If you don't have the time, money, or inclination to hit the books, you needn't give up on your dreams of a career in animal healthcare. Veterinary assistants need nothing more than a high school diploma to get a foot in the door.

Veterinary assistants care for a range of domestic and exotic animals in veterinary clinics, hospitals, and laboratories. They learn on the job but are not tasked with many of the medical duties of veterinary technicians and technologists. Instead, they complete simple tasks like feeding patients, administering prescribed medications, and monitoring animals after treatments. Their work is overseen by more educated animal healthcare professionals, including veterinarians, scientists, and veterinary technologists and technicians. A lack of formal qualifications sees veterinary assistants making a median salary of $23,130. 

Holistic Health Consultant: Specialize in Alternative Animal Health

If you aren't sure that traditional medicine has all the answers, a career as a holistic health consultant might be for you. These professionals specialize in alternative health treatments, such as natural medicines, massage therapy, and diet adjustments. These treatments can benefit pets suffering from a range of conditions, including allergies, anxiety, and arthritis. They may be offered in addition to traditional vet care or as an alternative measure. Holistic health consultants may work with veterinarians in their practices or directly with pet owners in a private capacity.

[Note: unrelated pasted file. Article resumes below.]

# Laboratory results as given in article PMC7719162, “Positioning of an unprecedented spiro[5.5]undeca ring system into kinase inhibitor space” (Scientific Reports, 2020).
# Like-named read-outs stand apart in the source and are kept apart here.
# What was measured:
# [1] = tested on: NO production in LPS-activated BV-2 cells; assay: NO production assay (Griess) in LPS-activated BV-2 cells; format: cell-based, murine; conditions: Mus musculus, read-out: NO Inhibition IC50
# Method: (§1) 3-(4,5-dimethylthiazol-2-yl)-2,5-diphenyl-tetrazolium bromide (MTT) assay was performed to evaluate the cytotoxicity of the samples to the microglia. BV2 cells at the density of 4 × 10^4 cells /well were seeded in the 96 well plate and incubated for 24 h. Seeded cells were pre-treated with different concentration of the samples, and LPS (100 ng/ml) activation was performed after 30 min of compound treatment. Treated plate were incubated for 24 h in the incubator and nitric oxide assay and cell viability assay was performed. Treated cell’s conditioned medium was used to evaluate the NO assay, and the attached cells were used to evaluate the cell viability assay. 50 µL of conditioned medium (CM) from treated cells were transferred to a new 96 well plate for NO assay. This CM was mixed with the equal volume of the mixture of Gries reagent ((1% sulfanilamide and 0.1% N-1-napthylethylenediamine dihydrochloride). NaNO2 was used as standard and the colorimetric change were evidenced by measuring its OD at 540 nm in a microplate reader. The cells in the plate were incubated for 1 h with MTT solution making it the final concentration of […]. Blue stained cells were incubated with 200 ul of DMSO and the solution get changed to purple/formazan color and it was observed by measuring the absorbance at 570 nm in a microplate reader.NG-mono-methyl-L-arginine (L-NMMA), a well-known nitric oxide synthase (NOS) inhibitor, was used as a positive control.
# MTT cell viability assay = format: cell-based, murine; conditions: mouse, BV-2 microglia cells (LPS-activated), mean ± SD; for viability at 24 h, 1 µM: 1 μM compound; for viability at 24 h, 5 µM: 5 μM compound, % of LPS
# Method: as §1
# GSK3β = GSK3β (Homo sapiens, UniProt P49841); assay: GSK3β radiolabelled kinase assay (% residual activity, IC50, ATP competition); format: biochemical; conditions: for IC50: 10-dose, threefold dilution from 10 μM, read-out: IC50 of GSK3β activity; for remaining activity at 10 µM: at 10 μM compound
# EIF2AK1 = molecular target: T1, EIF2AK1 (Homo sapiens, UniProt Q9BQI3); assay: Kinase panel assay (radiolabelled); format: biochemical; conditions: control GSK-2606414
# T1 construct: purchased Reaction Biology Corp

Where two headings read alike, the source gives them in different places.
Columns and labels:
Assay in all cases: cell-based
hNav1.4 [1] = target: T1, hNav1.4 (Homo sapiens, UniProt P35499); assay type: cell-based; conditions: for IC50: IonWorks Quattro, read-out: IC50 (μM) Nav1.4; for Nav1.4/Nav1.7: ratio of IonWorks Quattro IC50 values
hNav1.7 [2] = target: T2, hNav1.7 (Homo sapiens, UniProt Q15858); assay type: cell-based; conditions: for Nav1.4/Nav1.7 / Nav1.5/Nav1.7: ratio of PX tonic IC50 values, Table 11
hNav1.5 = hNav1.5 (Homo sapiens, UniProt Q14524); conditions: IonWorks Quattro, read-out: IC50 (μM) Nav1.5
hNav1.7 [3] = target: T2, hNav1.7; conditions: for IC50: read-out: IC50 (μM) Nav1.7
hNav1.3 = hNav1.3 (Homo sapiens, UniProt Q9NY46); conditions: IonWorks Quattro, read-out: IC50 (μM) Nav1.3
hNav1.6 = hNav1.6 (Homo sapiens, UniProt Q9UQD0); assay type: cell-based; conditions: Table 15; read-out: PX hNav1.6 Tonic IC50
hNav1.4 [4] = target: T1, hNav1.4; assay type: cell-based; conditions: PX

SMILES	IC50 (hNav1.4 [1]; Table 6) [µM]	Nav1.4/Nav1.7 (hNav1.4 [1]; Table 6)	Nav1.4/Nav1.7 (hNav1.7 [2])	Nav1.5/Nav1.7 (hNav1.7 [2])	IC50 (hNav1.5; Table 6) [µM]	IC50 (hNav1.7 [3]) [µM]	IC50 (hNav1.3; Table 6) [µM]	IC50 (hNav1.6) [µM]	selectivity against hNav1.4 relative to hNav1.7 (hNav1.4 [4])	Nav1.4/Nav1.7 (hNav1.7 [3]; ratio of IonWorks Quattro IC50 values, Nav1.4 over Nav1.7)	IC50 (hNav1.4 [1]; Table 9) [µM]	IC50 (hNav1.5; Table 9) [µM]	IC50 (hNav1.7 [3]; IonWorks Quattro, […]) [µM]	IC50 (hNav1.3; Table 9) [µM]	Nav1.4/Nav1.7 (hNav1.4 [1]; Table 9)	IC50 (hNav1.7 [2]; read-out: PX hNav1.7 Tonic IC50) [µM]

Holistic health consultants typically undergo the same training as regular veterinarians. Veterinary schools offering holistic programs are not common, but courses can be found that focus on holistic areas, including Tellington TTouch, acupuncture, herbal medicine, hydrotherapy, and other specialties. Some programs happily accept vet students while others will only accept licensed veterinarians. Due to their extensive training and unique specialty, holistic health consultants can expect to earn as much as traditional vets and even more in some markets.

Animal Behaviorist: Examine Why Animals Do What They Do

Animal behaviorists can be thought of like the psychologists and psychiatrists of the animal healthcare world. These professionals examine the way that animals interact with their environment and each other, and what inspires their behaviors.

This exciting specialty opens up a range of job opportunities. Animal behaviorists may work with domestic or wild animals. Conservation agencies look to animal behaviorists for guidance on reintroducing animals back to the wild. Some zoos, museums, and nature reserves hire animal behaviorists to educate their visitors about the ways animals behave. An animal behaviorist may also work with the ASPCA or a similar organization to decide whether an animal is suitable for adoption or requires social training to fit in with a family.

Given the diversity of jobs for animal behaviorist, it's difficult to give general details about education and expected salaries. Individuals might become an animal behavior specialist or technician after earning a Bachelor's Degree in Animal Behavior. However, the term animal behaviorist typically refers to people who've completed a Ph.D. or Doctor of Veterinary Medicine. This qualification is required to enter some areas, including research, teaching, and conservation.

Working in healthcare doesn't have to mean changing bedpans or listening to patient complaints. These jobs in animal healthcare will bring financial and personal rewards to animal lovers.

Contributed to by Kim Hale